2. Diversity helps to address diversity issues in nursing in the care provided to minority patients
A diverse nursing team may also assist in resolving challenges that arise in the care of individuals of color due to conscious and unconscious prejudice. For instance, several studies have shown that medical professionals underdiagnose and undertreat the pain experienced by patients of African descent.
In a recent study published in the Journal of Experimental Psychology: General, the researchers discovered that white participants were less able to perceive pain on the faces of black people than they were able to recognize pain on the faces of white people. Prejudices of this kind may contribute to the data that demonstrate medical personnel often disregard the suffering of black patients.
Increasing diversity in nursing, on the other hand, may assist in alleviating this issue and others that arise from racial and cultural prejudices.
3. The Influence that Nurses from Different Backgrounds Will Have on the Future of Their Profession
It is possible for nurses from a variety of backgrounds, and particularly nurses of color, to play a crucial part in the development of the nursing profession in the years to come. The success of nurses from underrepresented groups will be a factor in determining whether or not the healthcare community will be able to successfully recruit the varied nurses required to meet the growing need for a more diverse nursing workforce. The same can be said for promoting gender diversity in nursing.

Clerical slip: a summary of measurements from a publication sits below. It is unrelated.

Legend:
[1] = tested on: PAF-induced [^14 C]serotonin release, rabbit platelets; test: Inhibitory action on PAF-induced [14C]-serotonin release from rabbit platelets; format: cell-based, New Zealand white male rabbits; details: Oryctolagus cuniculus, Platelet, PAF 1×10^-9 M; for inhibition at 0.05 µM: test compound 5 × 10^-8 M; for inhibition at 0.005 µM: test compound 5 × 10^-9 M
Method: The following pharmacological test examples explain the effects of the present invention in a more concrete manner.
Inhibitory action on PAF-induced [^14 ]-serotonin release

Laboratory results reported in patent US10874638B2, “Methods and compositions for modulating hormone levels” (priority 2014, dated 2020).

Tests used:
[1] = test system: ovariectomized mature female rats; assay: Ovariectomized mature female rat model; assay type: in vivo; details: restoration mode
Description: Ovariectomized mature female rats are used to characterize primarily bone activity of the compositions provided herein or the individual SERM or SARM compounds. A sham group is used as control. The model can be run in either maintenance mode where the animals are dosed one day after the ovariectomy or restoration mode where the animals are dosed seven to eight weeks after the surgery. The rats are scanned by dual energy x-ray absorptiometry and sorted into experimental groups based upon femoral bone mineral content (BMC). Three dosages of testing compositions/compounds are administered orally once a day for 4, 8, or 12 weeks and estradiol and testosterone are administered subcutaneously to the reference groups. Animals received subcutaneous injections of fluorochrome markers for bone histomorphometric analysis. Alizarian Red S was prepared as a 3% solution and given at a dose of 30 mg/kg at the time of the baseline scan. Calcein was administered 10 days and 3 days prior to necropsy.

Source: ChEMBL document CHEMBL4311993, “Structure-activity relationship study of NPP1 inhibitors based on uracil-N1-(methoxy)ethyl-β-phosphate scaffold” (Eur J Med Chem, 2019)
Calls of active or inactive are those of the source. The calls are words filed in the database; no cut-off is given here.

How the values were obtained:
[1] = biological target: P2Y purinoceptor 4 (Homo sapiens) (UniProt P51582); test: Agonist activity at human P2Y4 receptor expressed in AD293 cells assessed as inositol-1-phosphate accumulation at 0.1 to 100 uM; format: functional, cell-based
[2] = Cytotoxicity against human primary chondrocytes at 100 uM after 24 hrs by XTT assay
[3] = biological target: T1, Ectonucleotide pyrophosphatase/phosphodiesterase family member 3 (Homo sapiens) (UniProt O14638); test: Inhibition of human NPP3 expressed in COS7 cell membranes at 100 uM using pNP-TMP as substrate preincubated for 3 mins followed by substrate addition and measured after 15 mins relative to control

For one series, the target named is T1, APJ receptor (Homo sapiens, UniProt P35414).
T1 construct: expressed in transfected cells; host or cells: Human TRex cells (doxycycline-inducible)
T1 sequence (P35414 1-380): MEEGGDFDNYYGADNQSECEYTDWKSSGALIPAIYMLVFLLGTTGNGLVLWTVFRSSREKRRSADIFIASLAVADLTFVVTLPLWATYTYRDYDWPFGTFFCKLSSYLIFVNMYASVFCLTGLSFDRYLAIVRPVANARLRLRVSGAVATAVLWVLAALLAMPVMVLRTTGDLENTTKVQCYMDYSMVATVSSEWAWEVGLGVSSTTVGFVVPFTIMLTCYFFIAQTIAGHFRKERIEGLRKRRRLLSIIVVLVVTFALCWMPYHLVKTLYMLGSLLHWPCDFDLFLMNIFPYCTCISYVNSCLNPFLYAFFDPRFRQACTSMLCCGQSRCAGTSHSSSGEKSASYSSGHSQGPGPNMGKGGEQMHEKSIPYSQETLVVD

The most recent survey of the nursing workforce in the United States, the National Nursing Workforce Survey, found that individuals of color make up just 19 percent of the profession. On the other hand, the United States Census Bureau reports that individuals of color constitute 28 percent of the total population. These kinds of inconsistencies lead to voids in care.
The successes of nurses who come from a variety of backgrounds have the potential to encourage members of underrepresented groups to enter the nursing profession. These nurses can break down preconceptions and misunderstandings about patients and increase cultural awareness among the nursing staff. They may lead the way in this endeavor.
4. Encourage diversity in the nursing profession
The advancement of diversity within the nursing profession may assist in transforming healthcare and provide improved health equality. Those motivated by chance to eliminate health inequalities and fight for social justice can investigate the professions of nursing and public health as potential career paths to pursue. The nursing programs that St. Catherine University provides at both the undergraduate and graduate levels are intended to provide graduates with the skills necessary to provide culturally competent care.
How to promote diversity in nursing
· Action for Advocacy and Implementation
Improved health outcomes are only one benefit of diversity’s many faces. The three main areas that nursing executives should concentrate on to achieve the most progress in their organizations are:
Every nurse working in a healthcare facility will not have the same expertise. If you already have a bachelor’s degree in nursing or an associate’s degree in nursing (ADN), an MSN may take your knowledge and skills to the next level (BSN).